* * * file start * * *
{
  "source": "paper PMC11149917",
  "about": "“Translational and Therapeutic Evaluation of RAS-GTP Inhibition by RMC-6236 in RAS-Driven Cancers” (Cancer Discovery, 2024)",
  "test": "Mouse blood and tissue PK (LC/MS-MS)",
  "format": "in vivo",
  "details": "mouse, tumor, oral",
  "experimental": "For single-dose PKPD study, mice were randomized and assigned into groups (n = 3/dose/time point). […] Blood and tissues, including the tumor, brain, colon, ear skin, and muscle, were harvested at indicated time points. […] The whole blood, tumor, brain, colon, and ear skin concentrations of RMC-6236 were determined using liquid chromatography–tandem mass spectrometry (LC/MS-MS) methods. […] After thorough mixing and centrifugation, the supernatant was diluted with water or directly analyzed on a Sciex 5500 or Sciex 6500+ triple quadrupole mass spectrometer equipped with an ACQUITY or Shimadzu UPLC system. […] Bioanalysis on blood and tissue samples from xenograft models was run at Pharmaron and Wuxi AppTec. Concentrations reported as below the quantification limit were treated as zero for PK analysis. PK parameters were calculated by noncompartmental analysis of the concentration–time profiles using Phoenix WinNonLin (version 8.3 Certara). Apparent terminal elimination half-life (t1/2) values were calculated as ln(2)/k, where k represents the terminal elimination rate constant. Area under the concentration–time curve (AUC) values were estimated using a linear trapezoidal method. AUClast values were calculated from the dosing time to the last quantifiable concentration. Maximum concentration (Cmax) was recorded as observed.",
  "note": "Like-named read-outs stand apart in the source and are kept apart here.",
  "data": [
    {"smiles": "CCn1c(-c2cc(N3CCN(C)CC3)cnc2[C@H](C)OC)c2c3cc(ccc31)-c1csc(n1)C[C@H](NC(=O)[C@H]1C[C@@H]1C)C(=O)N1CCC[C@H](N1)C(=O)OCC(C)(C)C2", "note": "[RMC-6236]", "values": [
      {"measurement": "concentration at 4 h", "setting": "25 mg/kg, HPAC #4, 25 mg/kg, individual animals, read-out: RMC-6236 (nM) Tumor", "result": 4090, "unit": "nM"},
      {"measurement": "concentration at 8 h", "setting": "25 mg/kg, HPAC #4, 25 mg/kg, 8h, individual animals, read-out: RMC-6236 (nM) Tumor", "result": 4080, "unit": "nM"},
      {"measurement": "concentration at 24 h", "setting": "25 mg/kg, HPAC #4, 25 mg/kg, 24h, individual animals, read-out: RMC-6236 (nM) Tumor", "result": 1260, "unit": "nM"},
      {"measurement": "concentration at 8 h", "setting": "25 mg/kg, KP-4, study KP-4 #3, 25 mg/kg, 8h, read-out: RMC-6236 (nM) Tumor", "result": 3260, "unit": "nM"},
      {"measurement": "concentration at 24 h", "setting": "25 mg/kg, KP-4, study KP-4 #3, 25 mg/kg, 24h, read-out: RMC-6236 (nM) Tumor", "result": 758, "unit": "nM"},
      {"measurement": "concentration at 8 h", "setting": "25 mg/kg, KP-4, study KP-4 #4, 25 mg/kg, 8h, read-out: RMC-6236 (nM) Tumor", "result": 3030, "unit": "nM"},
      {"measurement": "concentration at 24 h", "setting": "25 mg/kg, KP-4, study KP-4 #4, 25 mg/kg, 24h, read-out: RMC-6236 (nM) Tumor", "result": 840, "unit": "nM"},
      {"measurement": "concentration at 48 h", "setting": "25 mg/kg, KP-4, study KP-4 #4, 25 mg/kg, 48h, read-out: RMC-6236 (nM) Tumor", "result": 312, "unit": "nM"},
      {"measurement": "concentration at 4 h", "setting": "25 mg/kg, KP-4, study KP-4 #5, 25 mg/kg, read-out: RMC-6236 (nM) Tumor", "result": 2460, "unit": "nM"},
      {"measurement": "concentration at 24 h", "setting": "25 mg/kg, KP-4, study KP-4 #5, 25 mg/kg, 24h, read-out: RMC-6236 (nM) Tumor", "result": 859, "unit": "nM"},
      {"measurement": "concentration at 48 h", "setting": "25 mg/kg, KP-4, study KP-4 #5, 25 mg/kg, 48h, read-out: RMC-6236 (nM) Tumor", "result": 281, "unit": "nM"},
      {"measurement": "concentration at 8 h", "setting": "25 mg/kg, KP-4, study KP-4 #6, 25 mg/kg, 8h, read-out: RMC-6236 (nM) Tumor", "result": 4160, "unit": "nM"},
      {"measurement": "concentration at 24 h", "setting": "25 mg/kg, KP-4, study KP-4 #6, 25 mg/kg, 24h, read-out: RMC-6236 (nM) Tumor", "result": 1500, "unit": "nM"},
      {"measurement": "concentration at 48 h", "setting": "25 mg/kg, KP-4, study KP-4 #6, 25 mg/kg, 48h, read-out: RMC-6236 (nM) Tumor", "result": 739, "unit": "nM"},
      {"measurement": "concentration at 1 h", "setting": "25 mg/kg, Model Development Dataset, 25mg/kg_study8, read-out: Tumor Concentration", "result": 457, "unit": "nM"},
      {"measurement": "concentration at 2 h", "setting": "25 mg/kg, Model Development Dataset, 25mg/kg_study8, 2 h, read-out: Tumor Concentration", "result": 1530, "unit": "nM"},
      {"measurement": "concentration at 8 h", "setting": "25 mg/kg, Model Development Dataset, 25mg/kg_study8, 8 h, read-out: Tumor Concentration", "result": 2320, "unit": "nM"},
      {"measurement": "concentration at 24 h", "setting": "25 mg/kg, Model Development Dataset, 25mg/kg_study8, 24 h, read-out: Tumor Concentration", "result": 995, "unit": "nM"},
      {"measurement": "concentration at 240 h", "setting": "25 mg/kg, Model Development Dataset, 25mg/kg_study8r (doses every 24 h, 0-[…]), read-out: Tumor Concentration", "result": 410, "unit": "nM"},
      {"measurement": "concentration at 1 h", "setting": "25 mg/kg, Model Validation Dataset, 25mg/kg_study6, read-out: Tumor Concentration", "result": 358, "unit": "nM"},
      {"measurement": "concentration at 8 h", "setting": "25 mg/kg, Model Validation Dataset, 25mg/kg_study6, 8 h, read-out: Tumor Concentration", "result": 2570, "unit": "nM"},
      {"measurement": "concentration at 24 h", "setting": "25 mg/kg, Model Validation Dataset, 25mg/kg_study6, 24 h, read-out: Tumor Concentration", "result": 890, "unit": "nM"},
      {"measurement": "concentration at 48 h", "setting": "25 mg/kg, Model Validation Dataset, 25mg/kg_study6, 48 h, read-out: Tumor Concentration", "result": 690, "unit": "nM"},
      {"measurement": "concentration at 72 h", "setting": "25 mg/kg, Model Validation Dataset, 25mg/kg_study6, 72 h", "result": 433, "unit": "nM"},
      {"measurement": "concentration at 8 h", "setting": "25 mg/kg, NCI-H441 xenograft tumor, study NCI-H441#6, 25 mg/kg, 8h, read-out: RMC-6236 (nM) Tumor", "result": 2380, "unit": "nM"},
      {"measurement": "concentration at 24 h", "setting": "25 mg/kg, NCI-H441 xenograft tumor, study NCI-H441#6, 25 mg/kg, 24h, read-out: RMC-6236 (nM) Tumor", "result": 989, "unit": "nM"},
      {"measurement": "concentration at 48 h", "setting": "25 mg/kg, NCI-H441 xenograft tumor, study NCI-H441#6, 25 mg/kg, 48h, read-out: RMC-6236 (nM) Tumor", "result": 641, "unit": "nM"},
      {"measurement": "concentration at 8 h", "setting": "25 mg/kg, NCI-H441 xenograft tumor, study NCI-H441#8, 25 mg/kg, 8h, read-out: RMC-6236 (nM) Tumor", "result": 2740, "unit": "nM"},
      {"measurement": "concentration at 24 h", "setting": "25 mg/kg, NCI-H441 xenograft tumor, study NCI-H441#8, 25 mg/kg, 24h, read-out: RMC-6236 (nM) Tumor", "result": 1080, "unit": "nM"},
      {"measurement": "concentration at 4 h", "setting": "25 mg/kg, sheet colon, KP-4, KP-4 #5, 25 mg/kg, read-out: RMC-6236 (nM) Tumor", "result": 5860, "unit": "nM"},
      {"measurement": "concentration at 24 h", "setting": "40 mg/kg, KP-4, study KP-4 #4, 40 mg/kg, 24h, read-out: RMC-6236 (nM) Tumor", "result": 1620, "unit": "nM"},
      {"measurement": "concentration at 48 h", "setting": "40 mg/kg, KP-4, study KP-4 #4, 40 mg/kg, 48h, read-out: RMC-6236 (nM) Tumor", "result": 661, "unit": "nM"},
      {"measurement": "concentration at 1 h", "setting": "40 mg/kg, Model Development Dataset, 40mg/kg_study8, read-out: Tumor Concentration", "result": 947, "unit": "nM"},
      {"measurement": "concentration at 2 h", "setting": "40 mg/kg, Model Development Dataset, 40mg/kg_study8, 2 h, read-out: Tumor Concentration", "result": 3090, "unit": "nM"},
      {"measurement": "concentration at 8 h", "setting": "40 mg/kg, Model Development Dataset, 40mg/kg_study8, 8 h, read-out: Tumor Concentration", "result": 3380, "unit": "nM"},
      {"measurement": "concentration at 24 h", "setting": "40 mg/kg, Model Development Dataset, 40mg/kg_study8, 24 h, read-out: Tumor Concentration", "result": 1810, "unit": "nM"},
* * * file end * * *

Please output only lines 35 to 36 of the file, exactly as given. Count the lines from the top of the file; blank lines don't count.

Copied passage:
      {"measurement": "concentration at 8 h", "setting": "25 mg/kg, NCI-H441 xenograft tumor, study NCI-H441#6, 25 mg/kg, 8h, read-out: RMC-6236 (nM) Tumor", "result": 2380, "unit": "nM"},
      {"measurement": "concentration at 24 h", "setting": "25 mg/kg, NCI-H441 xenograft tumor, study NCI-H441#6, 25 mg/kg, 24h, read-out: RMC-6236 (nM) Tumor", "result": 989, "unit": "nM"},